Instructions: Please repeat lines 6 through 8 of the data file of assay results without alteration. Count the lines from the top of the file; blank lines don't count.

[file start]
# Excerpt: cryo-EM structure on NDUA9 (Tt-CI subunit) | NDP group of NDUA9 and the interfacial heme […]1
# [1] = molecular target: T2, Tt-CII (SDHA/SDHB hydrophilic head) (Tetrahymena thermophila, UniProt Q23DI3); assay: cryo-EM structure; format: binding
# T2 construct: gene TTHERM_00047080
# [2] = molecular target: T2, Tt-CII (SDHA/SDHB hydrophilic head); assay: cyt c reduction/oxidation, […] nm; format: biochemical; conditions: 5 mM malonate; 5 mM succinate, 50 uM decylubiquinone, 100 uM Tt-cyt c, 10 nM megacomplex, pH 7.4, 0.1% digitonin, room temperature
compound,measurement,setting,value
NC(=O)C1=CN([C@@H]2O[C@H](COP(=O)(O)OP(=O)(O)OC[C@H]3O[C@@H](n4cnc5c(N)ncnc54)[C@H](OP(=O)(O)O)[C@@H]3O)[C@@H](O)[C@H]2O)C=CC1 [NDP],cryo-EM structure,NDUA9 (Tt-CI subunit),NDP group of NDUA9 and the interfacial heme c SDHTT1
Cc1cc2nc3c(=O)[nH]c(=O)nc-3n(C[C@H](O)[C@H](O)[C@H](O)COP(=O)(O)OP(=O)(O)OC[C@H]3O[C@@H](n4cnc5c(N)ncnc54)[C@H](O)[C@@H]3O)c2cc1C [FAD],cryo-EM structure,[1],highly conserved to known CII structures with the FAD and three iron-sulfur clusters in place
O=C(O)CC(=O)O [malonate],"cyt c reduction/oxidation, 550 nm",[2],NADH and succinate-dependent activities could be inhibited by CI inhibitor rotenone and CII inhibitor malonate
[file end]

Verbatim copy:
NC(=O)C1=CN([C@@H]2O[C@H](COP(=O)(O)OP(=O)(O)OC[C@H]3O[C@@H](n4cnc5c(N)ncnc54)[C@H](OP(=O)(O)O)[C@@H]3O)[C@@H](O)[C@H]2O)C=CC1 [NDP],cryo-EM structure,NDUA9 (Tt-CI subunit),NDP group of NDUA9 and the interfacial heme c SDHTT1
Cc1cc2nc3c(=O)[nH]c(=O)nc-3n(C[C@H](O)[C@H](O)[C@H](O)COP(=O)(O)OP(=O)(O)OC[C@H]3O[C@@H](n4cnc5c(N)ncnc54)[C@H](O)[C@@H]3O)c2cc1C [FAD],cryo-EM structure,[1],highly conserved to known CII structures with the FAD and three iron-sulfur clusters in place
O=C(O)CC(=O)O [malonate],"cyt c reduction/oxidation, 550 nm",[2],NADH and succinate-dependent activities could be inhibited by CI inhibitor rotenone and CII inhibitor malonate